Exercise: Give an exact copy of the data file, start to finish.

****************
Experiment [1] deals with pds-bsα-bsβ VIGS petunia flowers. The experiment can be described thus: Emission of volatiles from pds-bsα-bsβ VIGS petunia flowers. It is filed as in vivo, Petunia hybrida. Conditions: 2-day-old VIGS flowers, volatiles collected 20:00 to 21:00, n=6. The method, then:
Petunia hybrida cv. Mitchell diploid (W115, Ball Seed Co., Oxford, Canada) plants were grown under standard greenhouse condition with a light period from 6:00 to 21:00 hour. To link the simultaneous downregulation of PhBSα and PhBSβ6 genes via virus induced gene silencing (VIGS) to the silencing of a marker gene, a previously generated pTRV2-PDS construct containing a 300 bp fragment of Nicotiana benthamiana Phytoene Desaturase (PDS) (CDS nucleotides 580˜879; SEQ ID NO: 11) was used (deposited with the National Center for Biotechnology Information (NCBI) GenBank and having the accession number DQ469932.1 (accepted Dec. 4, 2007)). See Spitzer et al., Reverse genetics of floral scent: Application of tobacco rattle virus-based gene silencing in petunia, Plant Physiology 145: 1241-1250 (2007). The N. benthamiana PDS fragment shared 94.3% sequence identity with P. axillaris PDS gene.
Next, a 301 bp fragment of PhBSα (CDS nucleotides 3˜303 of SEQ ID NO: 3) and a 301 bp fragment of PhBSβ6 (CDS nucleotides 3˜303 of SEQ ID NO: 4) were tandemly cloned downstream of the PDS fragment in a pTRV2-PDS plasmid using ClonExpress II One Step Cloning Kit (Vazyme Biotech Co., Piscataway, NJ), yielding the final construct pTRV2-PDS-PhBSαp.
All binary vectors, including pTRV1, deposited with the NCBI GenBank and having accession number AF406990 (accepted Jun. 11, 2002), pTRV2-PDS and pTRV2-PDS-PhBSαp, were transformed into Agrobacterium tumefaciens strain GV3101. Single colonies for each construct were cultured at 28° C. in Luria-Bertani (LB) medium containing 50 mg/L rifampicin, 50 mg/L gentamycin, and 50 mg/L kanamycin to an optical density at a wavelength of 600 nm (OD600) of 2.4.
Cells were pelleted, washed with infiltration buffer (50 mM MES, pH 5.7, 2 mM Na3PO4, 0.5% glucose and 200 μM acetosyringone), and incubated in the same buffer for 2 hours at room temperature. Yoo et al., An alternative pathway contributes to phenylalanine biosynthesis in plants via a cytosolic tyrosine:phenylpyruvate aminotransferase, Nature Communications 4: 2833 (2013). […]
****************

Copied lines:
Experiment [1] deals with pds-bsα-bsβ VIGS petunia flowers. The experiment can be described thus: Emission of volatiles from pds-bsα-bsβ VIGS petunia flowers. It is filed as in vivo, Petunia hybrida. Conditions: 2-day-old VIGS flowers, volatiles collected 20:00 to 21:00, n=6. The method, then:
Petunia hybrida cv. Mitchell diploid (W115, Ball Seed Co., Oxford, Canada) plants were grown under standard greenhouse condition with a light period from 6:00 to 21:00 hour. To link the simultaneous downregulation of PhBSα and PhBSβ6 genes via virus induced gene silencing (VIGS) to the silencing of a marker gene, a previously generated pTRV2-PDS construct containing a 300 bp fragment of Nicotiana benthamiana Phytoene Desaturase (PDS) (CDS nucleotides 580˜879; SEQ ID NO: 11) was used (deposited with the National Center for Biotechnology Information (NCBI) GenBank and having the accession number DQ469932.1 (accepted Dec. 4, 2007)). See Spitzer et al., Reverse genetics of floral scent: Application of tobacco rattle virus-based gene silencing in petunia, Plant Physiology 145: 1241-1250 (2007). The N. benthamiana PDS fragment shared 94.3% sequence identity with P. axillaris PDS gene.
Next, a 301 bp fragment of PhBSα (CDS nucleotides 3˜303 of SEQ ID NO: 3) and a 301 bp fragment of PhBSβ6 (CDS nucleotides 3˜303 of SEQ ID NO: 4) were tandemly cloned downstream of the PDS fragment in a pTRV2-PDS plasmid using ClonExpress II One Step Cloning Kit (Vazyme Biotech Co., Piscataway, NJ), yielding the final construct pTRV2-PDS-PhBSαp.
All binary vectors, including pTRV1, deposited with the NCBI GenBank and having accession number AF406990 (accepted Jun. 11, 2002), pTRV2-PDS and pTRV2-PDS-PhBSαp, were transformed into Agrobacterium tumefaciens strain GV3101. Single colonies for each construct were cultured at 28° C. in Luria-Bertani (LB) medium containing 50 mg/L rifampicin, 50 mg/L gentamycin, and 50 mg/L kanamycin to an optical density at a wavelength of 600 nm (OD600) of 2.4.
Cells were pelleted, washed with infiltration buffer (50 mM MES, pH 5.7, 2 mM Na3PO4, 0.5% glucose and 200 μM acetosyringone), and incubated in the same buffer for 2 hours at room temperature. Yoo et al., An alternative pathway contributes to phenylalanine biosynthesis in plants via a cytosolic tyrosine:phenylpyruvate aminotransferase, Nature Communications 4: 2833 (2013). […]